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What is OLBDNA and How Can It Help the Giants Pass Rush?

Giants outside linebackers coach Bret Bielema inherits a pass rush unit that underperformed last season. Here's what he's planning to do to help that group reach its potential.

Rushing the passer would figure to be a key component to the Giants' DNA as an organization. But the heritage set by iconic sack artists like Lawrence Taylor and, more recently, Michael Strahan, Justin Tuck, Osi Umenyiora, and Jason Pierre-Paul has faded in recent years.

The Giants have finished 22nd, 30th, and 29th in sacks the past three years, respectively. Their 83 total sacks in that span are the fewest they've tallied in a three-year stretch since sacks became an official statistic in 1982.

However, sacks aren't the be-all-end-all result for defensive success. The Giants will depend on their outside linebackers to set the edge in 2020, and even if they aren't bringing down opposing quarterbacks as often as fans would like, they can still play a disruptive and physical brand of defense.

Giants senior defensive assistant and outside linebackers coach Bret Bielema is one of the men tasked with kickstarting the Giants' stagnant pass rush. 

For Bielema, getting the Giants outside linebackers to play to their potential begins by instilling the right mentality that he calls "OLBDNA"--outside linebacker DNA.

"I think as a group we always talk about OLBDNA; what we are and what we represent," Bielema said during a video conference call with reporters on Friday.

"DNA is something that is in you that describes who you are, and it’s built every day. As an outside linebacker group, we try to do things to establish who we are to the outside world."

Bielema echoed general manager Dave Gettleman's past sentiments about the group lacking a "blue goose," but added that the group has shown the desire to get better as a whole.  

"There aren’t any true all-stars, just guys who show up to work every day," Bielema said. "They have a blue-collar mentality. They represent the New York Giant blue really well."

The Giants haven't had a "blue goose" pass rusher since trading away defensive end Jason Pierre-Paul in 2018.

They've since tried to replace some of that firepower through homegrown products like Lorenzo Carter and Oshane Ximines, drafted in 2017 and 2019. While both have shown flashes in their shot NFL careers, they also have a lot of room to grow.

In the meantime, the plan is to depend on balanced contributions from players that, in addition to Carter and Ximines, will include veterans Markus Golden and Kyler Fackrell, and rookie draft picks Carter Coughlin and Cam Brown, have collectively demonstrated pass-rushing ability.

Golden represents the closest thing the unit has to an elite pass rusher as the team's leader in sacks last year with 10. Fackrell is coming off a one-sack season in 2019 but recorded 10.5 sacks just one year earlier in 2018.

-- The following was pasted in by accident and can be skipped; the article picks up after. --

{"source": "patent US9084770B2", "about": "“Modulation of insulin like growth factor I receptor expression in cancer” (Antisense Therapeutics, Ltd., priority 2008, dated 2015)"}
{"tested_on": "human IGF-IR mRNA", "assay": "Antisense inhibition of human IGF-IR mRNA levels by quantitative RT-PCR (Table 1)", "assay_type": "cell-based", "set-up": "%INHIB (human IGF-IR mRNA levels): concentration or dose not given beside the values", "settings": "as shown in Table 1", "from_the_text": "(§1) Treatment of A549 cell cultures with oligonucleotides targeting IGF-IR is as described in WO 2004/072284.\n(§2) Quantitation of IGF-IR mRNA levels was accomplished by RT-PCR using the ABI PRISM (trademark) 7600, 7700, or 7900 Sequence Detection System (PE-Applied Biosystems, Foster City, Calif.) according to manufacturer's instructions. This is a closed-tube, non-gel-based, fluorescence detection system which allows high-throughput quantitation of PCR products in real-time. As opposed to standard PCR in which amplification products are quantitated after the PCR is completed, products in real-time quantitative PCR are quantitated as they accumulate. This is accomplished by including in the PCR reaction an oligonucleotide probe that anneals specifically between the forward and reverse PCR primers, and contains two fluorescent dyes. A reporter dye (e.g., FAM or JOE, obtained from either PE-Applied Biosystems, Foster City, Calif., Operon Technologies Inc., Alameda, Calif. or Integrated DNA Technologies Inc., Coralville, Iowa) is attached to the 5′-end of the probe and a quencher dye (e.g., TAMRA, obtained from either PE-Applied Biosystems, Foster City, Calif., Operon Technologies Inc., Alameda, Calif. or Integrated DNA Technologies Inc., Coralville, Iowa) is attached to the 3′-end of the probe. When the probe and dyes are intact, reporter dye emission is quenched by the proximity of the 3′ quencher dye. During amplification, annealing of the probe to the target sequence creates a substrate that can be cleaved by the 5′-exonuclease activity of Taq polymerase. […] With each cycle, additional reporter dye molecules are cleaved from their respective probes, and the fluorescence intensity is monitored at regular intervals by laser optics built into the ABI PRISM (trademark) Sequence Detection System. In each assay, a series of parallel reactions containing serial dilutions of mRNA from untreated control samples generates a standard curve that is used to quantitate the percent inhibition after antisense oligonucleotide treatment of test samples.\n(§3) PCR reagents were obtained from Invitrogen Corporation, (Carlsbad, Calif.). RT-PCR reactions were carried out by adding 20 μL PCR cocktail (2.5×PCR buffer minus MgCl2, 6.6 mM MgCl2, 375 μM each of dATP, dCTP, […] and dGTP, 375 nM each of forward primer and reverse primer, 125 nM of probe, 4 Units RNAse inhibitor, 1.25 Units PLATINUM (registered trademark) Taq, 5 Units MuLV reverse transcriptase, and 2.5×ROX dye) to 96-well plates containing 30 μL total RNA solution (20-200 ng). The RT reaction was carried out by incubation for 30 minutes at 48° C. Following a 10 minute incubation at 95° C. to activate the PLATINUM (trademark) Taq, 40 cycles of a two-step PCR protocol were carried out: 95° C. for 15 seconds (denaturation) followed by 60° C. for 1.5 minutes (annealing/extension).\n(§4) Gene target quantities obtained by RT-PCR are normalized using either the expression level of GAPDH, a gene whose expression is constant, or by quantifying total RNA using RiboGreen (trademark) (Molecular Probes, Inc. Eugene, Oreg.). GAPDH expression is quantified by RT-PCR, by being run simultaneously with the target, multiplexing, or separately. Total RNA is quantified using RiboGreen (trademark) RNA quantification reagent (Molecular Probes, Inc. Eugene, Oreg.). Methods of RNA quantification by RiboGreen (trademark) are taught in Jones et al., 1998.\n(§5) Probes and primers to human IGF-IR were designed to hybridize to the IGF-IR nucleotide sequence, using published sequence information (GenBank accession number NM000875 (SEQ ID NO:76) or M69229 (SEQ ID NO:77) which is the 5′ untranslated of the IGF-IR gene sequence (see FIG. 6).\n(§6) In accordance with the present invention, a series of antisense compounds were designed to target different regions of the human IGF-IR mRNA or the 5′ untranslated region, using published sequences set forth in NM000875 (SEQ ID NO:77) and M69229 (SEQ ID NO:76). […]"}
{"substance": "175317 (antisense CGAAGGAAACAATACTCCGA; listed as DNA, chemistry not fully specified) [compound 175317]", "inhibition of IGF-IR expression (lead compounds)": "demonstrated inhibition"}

Carter and Ximines tied for second on the team in sacks last season with 4.5 each.

With defensive coordinator Patrick Graham planning a multiple defense in which each player will have multiple roles--in the case of the pass rushers, some might be asked to lineup inside in certain packages and outside in others--Graham is hoping to generate a pass rush by making it harder for opposing offenses to figure out where it's coming from.

While the unit's collective pass rush experience will undoubtedly come into play, Graham's defense will reveal just how well-rounded the Giants' outside linebackers are. It will also reveal how well Bielema has prepared them to fill their respective roles.

All four returning veteran players will surely have opportunities to build on their sack numbers in 2020, but Bielema is emphasizing overall awareness and the ability to adapt to different situations.

"We have three things that we hold tangible, the process that makes up that DNA to be consistent," Bielema explained. "We’re playing on the edge, so you have to have great edge awareness. Then football IQ and situational football always have to be big.

"If I have a group of guys that maintain those three things, we have a chance to be successful and hopefully give Pat a tool as a coordinator."

Brown, this year's sixth-round pick, and Coughlin, the first of the four seventh-round picks this year, will also be key players in the objective.

According to their respective college coaches, Brown and Coughlin also possess many qualities that Bielema associates with OLBDNA.

In exclusive interviews with Giants Country, Penn State linebackers coach Brent Pry and Minnesota linebackers coach Joe Rossi praised their respective former student-athletes for their versatility, toughness, and ability to play larger than their undersized frame as among their best traits.

Neither one brings elite pass-rush measurables to the NFL, but with the basis for that OLB DNA in place, it will be interesting to see how they develop as NFL rookies under Bielema's tutelage.

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